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In The Vanquished Gods, author Richard Schiagel takes a fresh approach to philosophy of religion, departing from the way the latter is practiced in Anglo-American philosophy In contrast to the analytically oriented approach favored by critics and defenders of theism alike, his is, in the main, a historical one.
In his intellectual development, however, he was, by his own account, formed by Anglo-American philosophy and by the thought of Immanuel Kant.
Although I haven't read the Italian original, it is easy enough to discern that it was motivated by an amiable regard for Anglo-American philosophy of mind and would at least have served the function of acquainting Italian readers with a body of literature to which they might otherwise have had little or no access.
The book is less successful, I think, in its attempt to pit Sartre against recent Anglo-american philosophy of mind.
This is partly because the style of analysis associated with Anglo-American philosophy has come to be defined (among literary scholars and others) as sterile and irrelevant, while certain continental philosophical traditions--despite (or perhaps because of) their dramatically counter-intuitive doctrines--have come to be seen as more congenial and as somehow more "literary." But this divergence of tastes is perhaps less a cause than a symptom of a situation that has resulted from a shift in the parameters of philosophical and scientific debates about human nature.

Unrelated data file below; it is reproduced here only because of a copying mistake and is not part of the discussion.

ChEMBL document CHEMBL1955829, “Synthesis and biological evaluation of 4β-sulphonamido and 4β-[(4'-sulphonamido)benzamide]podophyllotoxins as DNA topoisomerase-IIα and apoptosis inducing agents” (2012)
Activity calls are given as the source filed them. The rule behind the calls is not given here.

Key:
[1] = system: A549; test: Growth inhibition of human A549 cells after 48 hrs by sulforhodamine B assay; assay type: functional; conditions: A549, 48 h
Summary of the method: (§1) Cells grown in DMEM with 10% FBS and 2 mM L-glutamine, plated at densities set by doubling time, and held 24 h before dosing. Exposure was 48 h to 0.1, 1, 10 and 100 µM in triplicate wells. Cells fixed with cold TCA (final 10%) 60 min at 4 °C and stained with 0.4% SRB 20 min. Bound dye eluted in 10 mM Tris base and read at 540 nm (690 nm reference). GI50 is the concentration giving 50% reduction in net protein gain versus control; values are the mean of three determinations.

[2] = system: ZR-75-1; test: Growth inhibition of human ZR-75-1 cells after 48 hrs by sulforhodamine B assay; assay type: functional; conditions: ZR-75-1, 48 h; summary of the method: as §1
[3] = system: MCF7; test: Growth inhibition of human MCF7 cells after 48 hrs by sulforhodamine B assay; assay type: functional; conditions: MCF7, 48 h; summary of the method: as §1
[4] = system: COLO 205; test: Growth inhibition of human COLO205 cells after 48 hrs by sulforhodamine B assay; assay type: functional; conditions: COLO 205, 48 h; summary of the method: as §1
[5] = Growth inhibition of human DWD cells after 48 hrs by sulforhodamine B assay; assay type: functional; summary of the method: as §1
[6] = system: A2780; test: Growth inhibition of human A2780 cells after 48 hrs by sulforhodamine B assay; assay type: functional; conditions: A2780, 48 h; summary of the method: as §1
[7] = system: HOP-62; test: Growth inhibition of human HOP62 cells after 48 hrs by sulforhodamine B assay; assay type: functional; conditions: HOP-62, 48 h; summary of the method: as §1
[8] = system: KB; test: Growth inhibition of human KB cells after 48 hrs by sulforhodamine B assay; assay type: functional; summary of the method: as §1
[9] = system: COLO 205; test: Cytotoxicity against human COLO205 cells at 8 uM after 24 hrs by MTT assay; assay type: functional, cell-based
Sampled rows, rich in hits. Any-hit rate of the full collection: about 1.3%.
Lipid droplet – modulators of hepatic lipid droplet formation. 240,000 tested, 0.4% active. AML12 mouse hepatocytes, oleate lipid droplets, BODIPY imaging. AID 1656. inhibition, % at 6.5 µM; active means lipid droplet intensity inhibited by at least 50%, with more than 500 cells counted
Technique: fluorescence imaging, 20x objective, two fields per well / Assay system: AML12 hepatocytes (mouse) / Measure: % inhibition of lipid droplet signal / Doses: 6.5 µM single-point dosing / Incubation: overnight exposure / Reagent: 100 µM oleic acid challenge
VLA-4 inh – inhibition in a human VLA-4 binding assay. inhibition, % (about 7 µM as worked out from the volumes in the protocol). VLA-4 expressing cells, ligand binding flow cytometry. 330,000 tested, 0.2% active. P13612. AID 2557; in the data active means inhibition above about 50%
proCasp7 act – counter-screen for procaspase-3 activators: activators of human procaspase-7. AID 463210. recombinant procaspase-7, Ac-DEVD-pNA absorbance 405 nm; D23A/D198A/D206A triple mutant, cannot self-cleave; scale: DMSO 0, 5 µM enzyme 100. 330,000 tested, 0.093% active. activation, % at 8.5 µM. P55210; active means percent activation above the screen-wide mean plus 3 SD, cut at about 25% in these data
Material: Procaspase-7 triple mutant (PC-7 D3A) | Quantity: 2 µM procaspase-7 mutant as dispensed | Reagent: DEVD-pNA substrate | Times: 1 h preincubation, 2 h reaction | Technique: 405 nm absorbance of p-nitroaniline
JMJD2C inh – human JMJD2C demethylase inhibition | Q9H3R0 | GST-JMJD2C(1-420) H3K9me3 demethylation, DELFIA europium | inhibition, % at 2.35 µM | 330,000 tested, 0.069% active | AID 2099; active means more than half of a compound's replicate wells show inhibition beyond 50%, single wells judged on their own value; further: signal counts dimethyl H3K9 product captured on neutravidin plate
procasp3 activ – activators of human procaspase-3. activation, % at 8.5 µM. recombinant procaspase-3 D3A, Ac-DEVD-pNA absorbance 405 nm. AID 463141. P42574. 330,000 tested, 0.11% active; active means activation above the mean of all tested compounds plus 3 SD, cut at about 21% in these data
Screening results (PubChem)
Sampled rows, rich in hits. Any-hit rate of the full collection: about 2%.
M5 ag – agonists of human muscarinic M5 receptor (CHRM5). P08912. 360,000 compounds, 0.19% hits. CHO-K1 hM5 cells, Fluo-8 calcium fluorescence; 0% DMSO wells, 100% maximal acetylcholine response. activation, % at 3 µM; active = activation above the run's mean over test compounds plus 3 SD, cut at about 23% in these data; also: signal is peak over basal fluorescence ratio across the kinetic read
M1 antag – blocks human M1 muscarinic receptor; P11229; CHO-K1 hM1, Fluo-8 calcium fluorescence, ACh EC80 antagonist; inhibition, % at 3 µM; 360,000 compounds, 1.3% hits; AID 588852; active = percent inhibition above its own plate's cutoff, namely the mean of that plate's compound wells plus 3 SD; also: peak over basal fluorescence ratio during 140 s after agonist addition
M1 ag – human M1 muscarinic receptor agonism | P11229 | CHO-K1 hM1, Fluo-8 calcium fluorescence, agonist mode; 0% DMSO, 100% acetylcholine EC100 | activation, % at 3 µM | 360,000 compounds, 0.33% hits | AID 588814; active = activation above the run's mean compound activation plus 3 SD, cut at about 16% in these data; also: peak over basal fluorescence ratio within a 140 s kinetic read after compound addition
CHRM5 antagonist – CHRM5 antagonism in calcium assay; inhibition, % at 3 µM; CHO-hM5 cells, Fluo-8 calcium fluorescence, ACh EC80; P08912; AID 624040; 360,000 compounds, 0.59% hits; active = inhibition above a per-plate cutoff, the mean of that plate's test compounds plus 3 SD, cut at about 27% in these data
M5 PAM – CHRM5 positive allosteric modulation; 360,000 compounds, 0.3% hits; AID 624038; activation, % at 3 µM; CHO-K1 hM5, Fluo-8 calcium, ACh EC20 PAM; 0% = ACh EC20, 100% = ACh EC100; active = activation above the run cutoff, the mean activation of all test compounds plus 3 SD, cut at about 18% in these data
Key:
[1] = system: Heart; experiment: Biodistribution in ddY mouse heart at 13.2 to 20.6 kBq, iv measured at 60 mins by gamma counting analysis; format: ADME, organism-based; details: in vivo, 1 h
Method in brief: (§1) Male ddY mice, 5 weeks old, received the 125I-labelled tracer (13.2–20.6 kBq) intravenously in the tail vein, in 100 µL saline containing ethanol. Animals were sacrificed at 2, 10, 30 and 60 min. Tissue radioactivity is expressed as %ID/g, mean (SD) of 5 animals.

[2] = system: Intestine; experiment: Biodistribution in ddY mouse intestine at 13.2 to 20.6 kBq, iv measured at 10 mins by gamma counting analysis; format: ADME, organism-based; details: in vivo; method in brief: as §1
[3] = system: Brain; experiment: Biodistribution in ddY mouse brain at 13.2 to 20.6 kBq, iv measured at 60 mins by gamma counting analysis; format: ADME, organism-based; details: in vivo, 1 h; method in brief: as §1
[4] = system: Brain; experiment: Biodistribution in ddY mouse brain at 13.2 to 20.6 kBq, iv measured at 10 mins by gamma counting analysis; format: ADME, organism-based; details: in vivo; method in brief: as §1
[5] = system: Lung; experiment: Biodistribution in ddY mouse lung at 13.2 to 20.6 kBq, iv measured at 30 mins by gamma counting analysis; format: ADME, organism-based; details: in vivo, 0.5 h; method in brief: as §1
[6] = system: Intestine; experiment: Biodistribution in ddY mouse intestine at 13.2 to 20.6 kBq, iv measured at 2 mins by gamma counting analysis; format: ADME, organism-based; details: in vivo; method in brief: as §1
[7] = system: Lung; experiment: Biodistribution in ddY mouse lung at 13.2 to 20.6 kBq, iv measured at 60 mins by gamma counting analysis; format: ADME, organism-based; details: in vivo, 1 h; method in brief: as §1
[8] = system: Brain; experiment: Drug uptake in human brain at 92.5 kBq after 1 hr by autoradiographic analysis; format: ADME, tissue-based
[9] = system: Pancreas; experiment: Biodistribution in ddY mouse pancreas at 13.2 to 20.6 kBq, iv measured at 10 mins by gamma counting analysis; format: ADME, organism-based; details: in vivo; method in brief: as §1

The Philosophical Mammy is the black woman carefully promoting and protecting the traditions--both institutional and methodological--of Anglo-American philosophy while it disregards and suppresses her and her kindred.
Moreover, recognition of the deeper background is needed to gain an appreciation of how Putnam has contributed to the philosophical scene in Anglo-American philosophy. This deeper background is perhaps the background problem of all philosophy after Kant.
The author frequently brings Jewish philosophy and law into dialogue with contemporary Anglo-American philosophy. The book serves scholars and students of Jewish philosophy and law and is suitable for inclusion in syllabi of undergraduate and graduate courses.
Lewis is not a major figure of study in mainstream Anglo-American philosophy or theology.
He argues that Blaga's philosophy is a systematic attempt to account of all human experience, and has contemporary relevance to Anglo-American philosophy. Distributed in the US by Associated University Presses.
That aim, he admits, is possibly overly ambitious in the current atmosphere of Anglo-American philosophy. The project, begun with his 1994 translation of Disputations 17-19 on efficient causality among creatures, continues with this translation of the three succeeding disputations on God's efficient causality.
Interest in Malebranche in Anglo-American philosophy has centered on just three topics: occasional causes, vision in God, and theodicy.

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